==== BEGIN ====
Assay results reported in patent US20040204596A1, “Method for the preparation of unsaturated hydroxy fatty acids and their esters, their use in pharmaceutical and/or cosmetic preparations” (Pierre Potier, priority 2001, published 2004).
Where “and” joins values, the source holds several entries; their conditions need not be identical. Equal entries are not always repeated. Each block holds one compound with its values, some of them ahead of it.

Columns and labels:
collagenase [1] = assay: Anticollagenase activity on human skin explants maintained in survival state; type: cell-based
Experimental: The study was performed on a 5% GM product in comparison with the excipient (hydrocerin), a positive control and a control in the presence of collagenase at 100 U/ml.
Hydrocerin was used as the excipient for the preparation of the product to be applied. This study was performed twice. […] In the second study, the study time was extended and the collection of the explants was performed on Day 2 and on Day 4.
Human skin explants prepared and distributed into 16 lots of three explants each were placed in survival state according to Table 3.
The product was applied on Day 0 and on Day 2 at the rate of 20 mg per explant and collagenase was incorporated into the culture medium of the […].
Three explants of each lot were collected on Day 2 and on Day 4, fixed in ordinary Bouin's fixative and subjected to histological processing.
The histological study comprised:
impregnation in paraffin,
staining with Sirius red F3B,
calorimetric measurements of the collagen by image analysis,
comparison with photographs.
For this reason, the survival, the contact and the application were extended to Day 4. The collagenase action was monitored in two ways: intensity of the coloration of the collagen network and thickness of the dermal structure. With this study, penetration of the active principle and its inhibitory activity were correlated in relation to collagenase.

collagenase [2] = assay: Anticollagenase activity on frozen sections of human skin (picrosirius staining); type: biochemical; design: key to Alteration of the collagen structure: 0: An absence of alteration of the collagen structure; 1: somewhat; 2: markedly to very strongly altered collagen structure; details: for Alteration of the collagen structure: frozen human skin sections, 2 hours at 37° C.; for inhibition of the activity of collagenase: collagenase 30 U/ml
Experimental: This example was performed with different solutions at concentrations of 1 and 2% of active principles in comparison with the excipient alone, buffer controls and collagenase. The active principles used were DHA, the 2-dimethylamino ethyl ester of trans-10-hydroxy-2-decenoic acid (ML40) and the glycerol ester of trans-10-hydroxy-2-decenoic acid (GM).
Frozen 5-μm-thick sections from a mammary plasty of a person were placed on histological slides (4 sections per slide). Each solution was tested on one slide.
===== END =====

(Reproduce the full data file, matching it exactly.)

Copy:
Assay results reported in patent US20040204596A1, “Method for the preparation of unsaturated hydroxy fatty acids and their esters, their use in pharmaceutical and/or cosmetic preparations” (Pierre Potier, priority 2001, published 2004).
Where “and” joins values, the source holds several entries; their conditions need not be identical. Equal entries are not always repeated. Each block holds one compound with its values, some of them ahead of it.

Columns and labels:
collagenase [1] = assay: Anticollagenase activity on human skin explants maintained in survival state; type: cell-based
Experimental: The study was performed on a 5% GM product in comparison with the excipient (hydrocerin), a positive control and a control in the presence of collagenase at 100 U/ml.
Hydrocerin was used as the excipient for the preparation of the product to be applied. This study was performed twice. […] In the second study, the study time was extended and the collection of the explants was performed on Day 2 and on Day 4.
Human skin explants prepared and distributed into 16 lots of three explants each were placed in survival state according to Table 3.
The product was applied on Day 0 and on Day 2 at the rate of 20 mg per explant and collagenase was incorporated into the culture medium of the […].
Three explants of each lot were collected on Day 2 and on Day 4, fixed in ordinary Bouin's fixative and subjected to histological processing.
The histological study comprised:
impregnation in paraffin,
staining with Sirius red F3B,
calorimetric measurements of the collagen by image analysis,
comparison with photographs.
For this reason, the survival, the contact and the application were extended to Day 4. The collagenase action was monitored in two ways: intensity of the coloration of the collagen network and thickness of the dermal structure. With this study, penetration of the active principle and its inhibitory activity were correlated in relation to collagenase.

collagenase [2] = assay: Anticollagenase activity on frozen sections of human skin (picrosirius staining); type: biochemical; design: key to Alteration of the collagen structure: 0: An absence of alteration of the collagen structure; 1: somewhat; 2: markedly to very strongly altered collagen structure; details: for Alteration of the collagen structure: frozen human skin sections, 2 hours at 37° C.; for inhibition of the activity of collagenase: collagenase 30 U/ml
Experimental: This example was performed with different solutions at concentrations of 1 and 2% of active principles in comparison with the excipient alone, buffer controls and collagenase. The active principles used were DHA, the 2-dimethylamino ethyl ester of trans-10-hydroxy-2-decenoic acid (ML40) and the glycerol ester of trans-10-hydroxy-2-decenoic acid (GM).
Frozen 5-μm-thick sections from a mammary plasty of a person were placed on histological slides (4 sections per slide). Each solution was tested on one slide.